Graceful Aging

Yesterday I woke up as usual, had a coffee with my special French Vanilla Fake cream, and then a banana. I visited my beautiful private bathroom and never did get to drink my second cup of coffee. Finally, on the last trip out of the master bath, I looked at my bed, crawled in, and didn’t get out until my husband came home.

I’d never spent an entire day in my new bed, so it felt good to just cocoon and let the world go about it’s business. I’d finished a novel and turned it in to my publisher Saturday, the day before; I could take Sunday to really rest. I ate sparingly and meditated for an hour (a personal best). I took naps, read the newspaper and finished reading a book I’d found on Twitter called “Middle Age Beauty” by Machel Shull.

I was intrigued by Shull’s story. She’d been a face model in L.A. and at 40 found herself unemployed and over the hill. She didn’t want a facelift, so she turned inward. One of the maxims in Machel’s book is that great beauties die twice, once when they lose their looks, another when their heart stops beating.

I was cute for a minute in 1976, and in reading her book, I would never have guessed Machel has the kind of looks that make a woman die twice. There’s nothing conceited about Machel. Her tone is approachable and her voice is different, in a good way. Like she’s a friend confiding over soy lattes.

Instead of taking the usual Hollywood road of surgery and fillers, Machel set out to find ways to age gracefully. Her book includes several interviews with professionals: doctor, therapist, nutritionist, spiritual guide. These were inspiring bonuses and gave Machel’s words increased validity. Machel asks good questions. Questions I would ask.

I didn’t learn any new tactics from Machel’s book, but taken as a whole, on a day when I was stuck in bed, perhaps because of bad nutritional choices, (That fake sugary cream? The two glasses of wine the night before? Maybe the brie? A stomach bug?) what she wrote had a big impact. I knew about drinking vinegar to cut appetite, about melatonin for sleep, about giving up wine to lose inches in the waist. About walking and lifting and yoga. Knowing and doing can feel galaxies apart.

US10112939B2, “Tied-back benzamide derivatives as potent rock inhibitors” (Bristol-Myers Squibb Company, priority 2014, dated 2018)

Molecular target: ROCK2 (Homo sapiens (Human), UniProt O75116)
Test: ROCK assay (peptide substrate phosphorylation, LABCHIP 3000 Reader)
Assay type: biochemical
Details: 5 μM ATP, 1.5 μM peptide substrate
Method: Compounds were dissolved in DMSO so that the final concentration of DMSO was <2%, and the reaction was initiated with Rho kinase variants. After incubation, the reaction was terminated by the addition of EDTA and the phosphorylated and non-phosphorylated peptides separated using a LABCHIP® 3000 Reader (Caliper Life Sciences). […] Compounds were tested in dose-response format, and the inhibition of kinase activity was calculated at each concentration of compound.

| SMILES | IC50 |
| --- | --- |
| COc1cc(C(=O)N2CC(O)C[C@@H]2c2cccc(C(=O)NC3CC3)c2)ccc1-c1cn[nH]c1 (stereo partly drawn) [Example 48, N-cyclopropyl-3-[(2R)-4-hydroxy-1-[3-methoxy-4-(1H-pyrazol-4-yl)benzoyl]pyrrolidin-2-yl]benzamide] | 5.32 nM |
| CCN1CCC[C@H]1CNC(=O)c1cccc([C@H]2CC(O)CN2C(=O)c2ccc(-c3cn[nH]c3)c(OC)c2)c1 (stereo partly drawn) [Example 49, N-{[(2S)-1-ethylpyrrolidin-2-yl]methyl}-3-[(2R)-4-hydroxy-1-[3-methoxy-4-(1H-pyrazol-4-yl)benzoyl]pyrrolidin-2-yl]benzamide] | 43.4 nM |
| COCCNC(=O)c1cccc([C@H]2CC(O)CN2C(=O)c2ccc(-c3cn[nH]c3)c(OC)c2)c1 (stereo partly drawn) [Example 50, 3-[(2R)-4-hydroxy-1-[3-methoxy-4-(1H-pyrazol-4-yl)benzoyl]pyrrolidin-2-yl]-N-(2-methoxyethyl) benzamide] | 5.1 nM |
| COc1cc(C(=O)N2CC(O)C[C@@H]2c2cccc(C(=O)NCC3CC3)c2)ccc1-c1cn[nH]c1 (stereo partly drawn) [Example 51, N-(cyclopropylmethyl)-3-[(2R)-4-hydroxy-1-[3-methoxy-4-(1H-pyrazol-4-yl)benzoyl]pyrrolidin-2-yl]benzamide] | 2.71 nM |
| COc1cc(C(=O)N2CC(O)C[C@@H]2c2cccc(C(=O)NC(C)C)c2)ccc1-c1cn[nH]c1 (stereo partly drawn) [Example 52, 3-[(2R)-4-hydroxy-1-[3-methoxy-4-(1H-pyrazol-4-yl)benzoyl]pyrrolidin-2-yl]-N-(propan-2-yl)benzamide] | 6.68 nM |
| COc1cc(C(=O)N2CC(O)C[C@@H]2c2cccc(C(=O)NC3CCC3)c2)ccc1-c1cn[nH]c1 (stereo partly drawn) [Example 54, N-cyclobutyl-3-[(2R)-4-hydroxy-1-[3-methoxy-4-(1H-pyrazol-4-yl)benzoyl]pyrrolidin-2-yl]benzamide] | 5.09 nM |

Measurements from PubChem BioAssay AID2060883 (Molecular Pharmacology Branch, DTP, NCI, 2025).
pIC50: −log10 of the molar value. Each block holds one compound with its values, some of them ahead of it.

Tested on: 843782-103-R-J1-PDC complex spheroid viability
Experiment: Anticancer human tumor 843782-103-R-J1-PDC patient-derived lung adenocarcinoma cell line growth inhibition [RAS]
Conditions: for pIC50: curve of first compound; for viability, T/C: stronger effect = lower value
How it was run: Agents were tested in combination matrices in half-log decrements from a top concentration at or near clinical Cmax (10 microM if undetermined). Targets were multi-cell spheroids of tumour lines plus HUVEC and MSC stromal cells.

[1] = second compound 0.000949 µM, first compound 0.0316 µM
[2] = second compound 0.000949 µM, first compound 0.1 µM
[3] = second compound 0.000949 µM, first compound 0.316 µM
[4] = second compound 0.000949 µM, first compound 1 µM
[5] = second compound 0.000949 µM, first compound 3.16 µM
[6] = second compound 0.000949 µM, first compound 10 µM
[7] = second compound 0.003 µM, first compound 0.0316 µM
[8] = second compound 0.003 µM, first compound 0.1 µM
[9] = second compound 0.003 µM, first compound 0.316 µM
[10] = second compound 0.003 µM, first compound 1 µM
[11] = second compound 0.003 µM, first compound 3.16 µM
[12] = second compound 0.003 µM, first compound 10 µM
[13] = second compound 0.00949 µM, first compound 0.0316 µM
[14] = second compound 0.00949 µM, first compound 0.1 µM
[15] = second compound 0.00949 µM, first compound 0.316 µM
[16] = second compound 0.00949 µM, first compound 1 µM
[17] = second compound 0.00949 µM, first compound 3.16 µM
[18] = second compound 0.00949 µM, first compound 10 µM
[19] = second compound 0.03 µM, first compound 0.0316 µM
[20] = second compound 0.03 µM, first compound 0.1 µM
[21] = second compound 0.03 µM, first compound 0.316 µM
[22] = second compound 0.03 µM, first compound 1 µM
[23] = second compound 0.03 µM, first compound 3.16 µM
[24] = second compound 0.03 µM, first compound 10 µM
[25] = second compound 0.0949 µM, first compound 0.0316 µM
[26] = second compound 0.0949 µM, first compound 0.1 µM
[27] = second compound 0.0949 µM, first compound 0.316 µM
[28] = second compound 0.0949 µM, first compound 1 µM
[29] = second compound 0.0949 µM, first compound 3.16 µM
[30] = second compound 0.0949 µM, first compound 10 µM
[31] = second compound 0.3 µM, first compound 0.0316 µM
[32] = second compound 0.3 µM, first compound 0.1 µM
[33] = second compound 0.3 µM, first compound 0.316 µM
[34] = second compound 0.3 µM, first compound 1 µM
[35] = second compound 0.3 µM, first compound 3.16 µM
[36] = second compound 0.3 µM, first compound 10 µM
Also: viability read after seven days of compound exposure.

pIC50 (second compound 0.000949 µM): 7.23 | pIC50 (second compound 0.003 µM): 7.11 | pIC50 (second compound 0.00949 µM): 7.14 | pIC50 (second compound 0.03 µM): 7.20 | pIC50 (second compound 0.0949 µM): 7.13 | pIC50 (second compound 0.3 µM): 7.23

Machel, for all her celebrated beauty, is truthful and down to earth. I felt like she had taken me aside and whispered in my ear how much weight she gained when she married and moved from L.A. into a community that prized fine food and wine. It’s close to what I needed to lose a few years ago.

With the help of my superfit friend Lisa, I lost 15 of the pounds (less than half of my goal) and have kept them off for two years, but my weight is still a health risk. Who knew it was a beauty risk too? Well, look at the picture of Lisa and me. We’re the same age. There’s your answer.

Being overweight does plump out the wrinkles, but Machel has some other ways to do that, all natural. (Which Lisa must also know as she doesn’t have a wrinkle on her pretty face!) When I lose the rest of my weight, if wrinkles appear (I do have smile lines at the sides of my eyes, but I like them) I just might try Machel’s #1 timeless beauty secret, which I will not share here, so as to keep back some spoilers.

In a few weeks, I’ll be 59. I’m already thinking “60” because my brain works that way. At 60, if I’m still here on the planet, I want to be healthier and happier. And thanks to Machel, and the continuing support from my dear friend Lisa, I have a clear road map to follow.


  1. Cindy, sorry you weren’t feeling well and glad you took good care of yourself. I like this post’s positive tone. Now I’m intrigued and need to check out Machel’s book.


  2. Cindy — I love your new photo, and I share your belief that “we’re not getting older, we’re getting better.” I want to read this book you mention, too. Our culture is brutally hard on women. Even magazines that are supposedly geared to our age/demographic use models much younger than we are — or models that look like they’re in their 30s, tops.

    I recall seeing both Robert Redford and the late Paul Newman on magazine covers over the years. They were celebrated for their gifts — and their handsome older-guy looks, wrinkles, bags and all. That rarely happens for aging women.


    1. Hi Cindy, true! The same can be said for plus-sized models. These are not overweight women. Our culture is shallow and sick when it comes to age and beauty. I much prefer the British model. Real looking people as actors. I’ve always admired that.


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